Drug Enforcement Administration (DEA), Justice.
Notice of proposed year 2004 aggregate production quotas.
This notice proposes initial year 2004 aggregate production quotas for controlled substances in Schedules I and II of the Controlled Substances Act (CSA).
Comments or objections must be received on or before November 25, 2003.
Send comments or objections to the Acting Deputy Administrator, Drug Enforcement Administration, Washington, DC 20537, Attn.: DEA Federal Register Representative (CCR).Start Further Info
FOR FURTHER INFORMATION CONTACT:
Frank L. Sapienza, Chief, Drug and Chemical Evaluation Section, Drug Enforcement Administration, Washington, DC 20537, Telephone: (202) 307-7183.End Further Info End Preamble Start Supplemental Information
Section 306 of the CSA (21 U.S.C. 826) requires that the Attorney General establish aggregate production quotas for each basic class of controlled substance listed in Schedules I and II. This responsibility has been delegated to the Administrator of the DEA by § 0.100 of title 28 of the Code of Federal Regulations. The Administrator, in turn, has redelegated this function to the Deputy Administrator, pursuant to § 0.104 of title 28 of the Code of Federal Regulations.
The proposed year 2004 aggregate production quotas represent those quantities of controlled substances that may be produced in the United States in 2004 to provide adequate supplies of each substance for: The estimated medical, scientific, research, and industrial needs of the United States; lawful export requirements; and the establishment and maintenance of reserve stocks. These quotas do not include imports of controlled substances for use in industrial processes.
In determining the proposed year 2004 aggregate production quotas, the Acting Deputy Administrator considered the following factors: Total actual 2002 and estimated 2003 and 2004 net disposals of each substance by all manufacturers; estimates of 2003 year-end inventories of each substance and of any substance manufactured from it and trends in accumulation of such inventories; product development requirements of both bulk and finished dosage form manufacturers; projected demand as indicated by procurement quota applications filed pursuant to § 1303.12 of title 21 of the Code of Federal Regulations; and other pertinent information.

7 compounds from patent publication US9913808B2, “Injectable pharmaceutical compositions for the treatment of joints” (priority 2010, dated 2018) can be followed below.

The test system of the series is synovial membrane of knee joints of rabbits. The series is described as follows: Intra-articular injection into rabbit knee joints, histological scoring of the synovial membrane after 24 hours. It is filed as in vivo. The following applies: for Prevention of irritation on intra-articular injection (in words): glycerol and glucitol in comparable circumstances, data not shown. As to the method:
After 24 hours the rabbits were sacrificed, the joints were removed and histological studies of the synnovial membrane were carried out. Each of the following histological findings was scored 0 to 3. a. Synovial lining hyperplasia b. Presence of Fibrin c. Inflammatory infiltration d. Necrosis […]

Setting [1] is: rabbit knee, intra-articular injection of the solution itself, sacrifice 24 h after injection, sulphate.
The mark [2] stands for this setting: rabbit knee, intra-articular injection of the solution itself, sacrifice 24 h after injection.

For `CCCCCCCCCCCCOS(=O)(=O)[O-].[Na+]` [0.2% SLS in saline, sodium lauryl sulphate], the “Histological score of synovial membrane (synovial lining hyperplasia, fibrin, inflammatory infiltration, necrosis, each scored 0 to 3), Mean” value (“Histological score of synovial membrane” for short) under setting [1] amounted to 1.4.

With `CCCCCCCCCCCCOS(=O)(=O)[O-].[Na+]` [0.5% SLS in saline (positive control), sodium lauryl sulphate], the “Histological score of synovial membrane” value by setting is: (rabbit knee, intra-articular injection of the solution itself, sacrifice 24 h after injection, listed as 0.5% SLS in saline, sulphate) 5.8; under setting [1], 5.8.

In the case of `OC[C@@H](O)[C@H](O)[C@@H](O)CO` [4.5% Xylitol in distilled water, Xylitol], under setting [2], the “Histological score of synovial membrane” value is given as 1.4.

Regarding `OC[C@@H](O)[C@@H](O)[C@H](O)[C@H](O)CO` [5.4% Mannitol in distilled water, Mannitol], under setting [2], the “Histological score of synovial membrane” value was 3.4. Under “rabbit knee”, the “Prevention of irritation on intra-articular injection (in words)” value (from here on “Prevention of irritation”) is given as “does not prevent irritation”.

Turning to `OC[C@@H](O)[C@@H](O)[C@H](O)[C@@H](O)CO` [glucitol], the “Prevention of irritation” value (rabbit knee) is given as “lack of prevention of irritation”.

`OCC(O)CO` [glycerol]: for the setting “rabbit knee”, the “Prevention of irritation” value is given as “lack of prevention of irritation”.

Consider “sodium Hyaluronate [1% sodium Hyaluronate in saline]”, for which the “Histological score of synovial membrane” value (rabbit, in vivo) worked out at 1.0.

Pursuant to part 1303 of title 21 of the Code of Federal Regulations, the Acting Start Printed Page 62475Deputy Administrator of the DEA will, in early 2004, adjust aggregate production quotas and individual manufacturing quotas allocated for the year based upon 2003 year-end inventory and actual 2003 disposition data supplied by quota recipients for each basic class of Schedule I or II controlled substance.
Therefore, under the authority vested in the Attorney General by § 306 of the CSA of 1970 (21 U.S.C. 826), and delegated to the Administrator of the DEA by § 0.100 of title 28 of the Code of Federal Regulations, and redelegated to the Deputy Administrator pursuant to § 0.104 of title 28 of the Code of Federal Regulations, the Acting Deputy Administrator hereby proposes that the year 2004 aggregate production quotas for the following controlled substances, expressed in grams of anhydrous acid or base, be established as follows:
|Basic class||Proposed year 2004 quotas|
|Lysergic acid diethylamide (LSD)||61|
|Start Printed Page 62476|
|Codeine (for sale)||41,341,000|
|Codeine (for conversion)||42,136,000|
|Hydrocodone (for sale)||30,622,000|
|Hydrocodone (for conversion)||1,500,000|
|Methadone (for sale)||14,057,000|
|825,000 grams of levo-desoxyephedrine for use in a non-controlled, non-prescription product; 1,420,000 grams for methamphetamine mostly for conversion to a schedule III product; and 30,000 grams for methamphetamine (for sale)|
|Morphine (for sale)||20,762,000|
|Morphine (for conversion)||110,774,000|
|Noroxymorphone (for sale)||99,000|